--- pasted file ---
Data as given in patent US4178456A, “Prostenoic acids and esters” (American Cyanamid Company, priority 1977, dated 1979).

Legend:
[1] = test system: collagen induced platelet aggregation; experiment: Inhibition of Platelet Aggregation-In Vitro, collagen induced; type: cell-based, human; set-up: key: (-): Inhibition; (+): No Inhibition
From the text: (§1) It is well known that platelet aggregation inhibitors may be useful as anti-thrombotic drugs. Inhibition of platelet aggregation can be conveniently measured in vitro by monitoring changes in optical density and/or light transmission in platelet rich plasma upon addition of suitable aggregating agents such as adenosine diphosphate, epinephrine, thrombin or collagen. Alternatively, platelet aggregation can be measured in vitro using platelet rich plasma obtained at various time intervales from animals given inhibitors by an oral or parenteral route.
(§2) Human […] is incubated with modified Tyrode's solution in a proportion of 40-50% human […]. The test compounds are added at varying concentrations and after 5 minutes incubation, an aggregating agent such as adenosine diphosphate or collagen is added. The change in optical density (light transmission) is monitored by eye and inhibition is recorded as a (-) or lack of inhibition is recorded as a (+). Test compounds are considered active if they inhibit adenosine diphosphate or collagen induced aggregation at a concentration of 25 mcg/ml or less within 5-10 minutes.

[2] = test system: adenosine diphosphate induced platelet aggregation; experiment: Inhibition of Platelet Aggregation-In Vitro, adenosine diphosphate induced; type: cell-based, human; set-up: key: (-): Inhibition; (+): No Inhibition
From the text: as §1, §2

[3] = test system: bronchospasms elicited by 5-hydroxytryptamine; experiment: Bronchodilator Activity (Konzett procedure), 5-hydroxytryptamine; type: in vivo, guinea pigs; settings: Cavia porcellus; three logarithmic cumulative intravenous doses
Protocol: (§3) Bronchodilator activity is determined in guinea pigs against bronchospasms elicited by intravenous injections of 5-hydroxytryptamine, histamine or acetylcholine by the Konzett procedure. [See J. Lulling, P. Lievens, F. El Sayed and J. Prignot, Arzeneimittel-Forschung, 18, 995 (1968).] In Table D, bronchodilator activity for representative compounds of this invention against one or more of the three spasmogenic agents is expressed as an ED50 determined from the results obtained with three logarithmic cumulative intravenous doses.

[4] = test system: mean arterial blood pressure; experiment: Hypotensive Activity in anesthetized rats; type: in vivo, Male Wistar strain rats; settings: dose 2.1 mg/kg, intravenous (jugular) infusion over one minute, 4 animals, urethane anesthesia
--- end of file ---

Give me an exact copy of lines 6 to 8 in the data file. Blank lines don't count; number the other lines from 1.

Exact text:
[2] = test system: adenosine diphosphate induced platelet aggregation; experiment: Inhibition of Platelet Aggregation-In Vitro, adenosine diphosphate induced; type: cell-based, human; set-up: key: (-): Inhibition; (+): No Inhibition
From the text: as §1, §2

[3] = test system: bronchospasms elicited by 5-hydroxytryptamine; experiment: Bronchodilator Activity (Konzett procedure), 5-hydroxytryptamine; type: in vivo, guinea pigs; settings: Cavia porcellus; three logarithmic cumulative intravenous doses